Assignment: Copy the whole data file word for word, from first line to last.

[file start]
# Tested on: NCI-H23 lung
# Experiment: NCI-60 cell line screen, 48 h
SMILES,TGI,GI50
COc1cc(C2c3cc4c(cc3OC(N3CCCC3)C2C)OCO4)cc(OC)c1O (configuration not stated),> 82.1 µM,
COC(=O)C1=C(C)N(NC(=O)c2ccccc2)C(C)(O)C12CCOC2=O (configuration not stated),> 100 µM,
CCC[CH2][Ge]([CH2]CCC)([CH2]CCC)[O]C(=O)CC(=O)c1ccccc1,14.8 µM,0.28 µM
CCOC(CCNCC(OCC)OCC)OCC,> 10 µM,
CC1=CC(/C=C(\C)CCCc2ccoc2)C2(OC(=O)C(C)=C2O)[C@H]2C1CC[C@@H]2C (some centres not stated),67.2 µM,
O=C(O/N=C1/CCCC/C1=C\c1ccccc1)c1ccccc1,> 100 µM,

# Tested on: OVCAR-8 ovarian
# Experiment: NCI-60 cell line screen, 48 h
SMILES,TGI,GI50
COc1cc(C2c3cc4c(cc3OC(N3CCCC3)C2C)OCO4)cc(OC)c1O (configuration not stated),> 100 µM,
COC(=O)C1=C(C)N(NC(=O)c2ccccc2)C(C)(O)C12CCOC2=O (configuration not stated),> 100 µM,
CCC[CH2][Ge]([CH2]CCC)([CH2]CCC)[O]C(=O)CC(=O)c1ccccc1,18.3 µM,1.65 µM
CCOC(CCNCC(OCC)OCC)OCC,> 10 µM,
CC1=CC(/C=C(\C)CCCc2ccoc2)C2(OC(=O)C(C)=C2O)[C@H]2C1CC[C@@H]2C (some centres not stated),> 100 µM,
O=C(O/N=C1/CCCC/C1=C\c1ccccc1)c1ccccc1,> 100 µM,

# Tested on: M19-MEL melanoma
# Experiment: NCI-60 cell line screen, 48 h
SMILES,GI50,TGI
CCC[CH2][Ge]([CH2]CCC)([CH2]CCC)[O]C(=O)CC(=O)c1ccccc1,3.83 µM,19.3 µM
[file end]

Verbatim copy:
# Tested on: NCI-H23 lung
# Experiment: NCI-60 cell line screen, 48 h
SMILES,TGI,GI50
COc1cc(C2c3cc4c(cc3OC(N3CCCC3)C2C)OCO4)cc(OC)c1O (configuration not stated),> 82.1 µM,
COC(=O)C1=C(C)N(NC(=O)c2ccccc2)C(C)(O)C12CCOC2=O (configuration not stated),> 100 µM,
CCC[CH2][Ge]([CH2]CCC)([CH2]CCC)[O]C(=O)CC(=O)c1ccccc1,14.8 µM,0.28 µM
CCOC(CCNCC(OCC)OCC)OCC,> 10 µM,
CC1=CC(/C=C(\C)CCCc2ccoc2)C2(OC(=O)C(C)=C2O)[C@H]2C1CC[C@@H]2C (some centres not stated),67.2 µM,
O=C(O/N=C1/CCCC/C1=C\c1ccccc1)c1ccccc1,> 100 µM,

# Tested on: OVCAR-8 ovarian
# Experiment: NCI-60 cell line screen, 48 h
SMILES,TGI,GI50
COc1cc(C2c3cc4c(cc3OC(N3CCCC3)C2C)OCO4)cc(OC)c1O (configuration not stated),> 100 µM,
COC(=O)C1=C(C)N(NC(=O)c2ccccc2)C(C)(O)C12CCOC2=O (configuration not stated),> 100 µM,
CCC[CH2][Ge]([CH2]CCC)([CH2]CCC)[O]C(=O)CC(=O)c1ccccc1,18.3 µM,1.65 µM
CCOC(CCNCC(OCC)OCC)OCC,> 10 µM,
CC1=CC(/C=C(\C)CCCc2ccoc2)C2(OC(=O)C(C)=C2O)[C@H]2C1CC[C@@H]2C (some centres not stated),> 100 µM,
O=C(O/N=C1/CCCC/C1=C\c1ccccc1)c1ccccc1,> 100 µM,

# Tested on: M19-MEL melanoma
# Experiment: NCI-60 cell line screen, 48 h
SMILES,GI50,TGI
CCC[CH2][Ge]([CH2]CCC)([CH2]CCC)[O]C(=O)CC(=O)c1ccccc1,3.83 µM,19.3 µM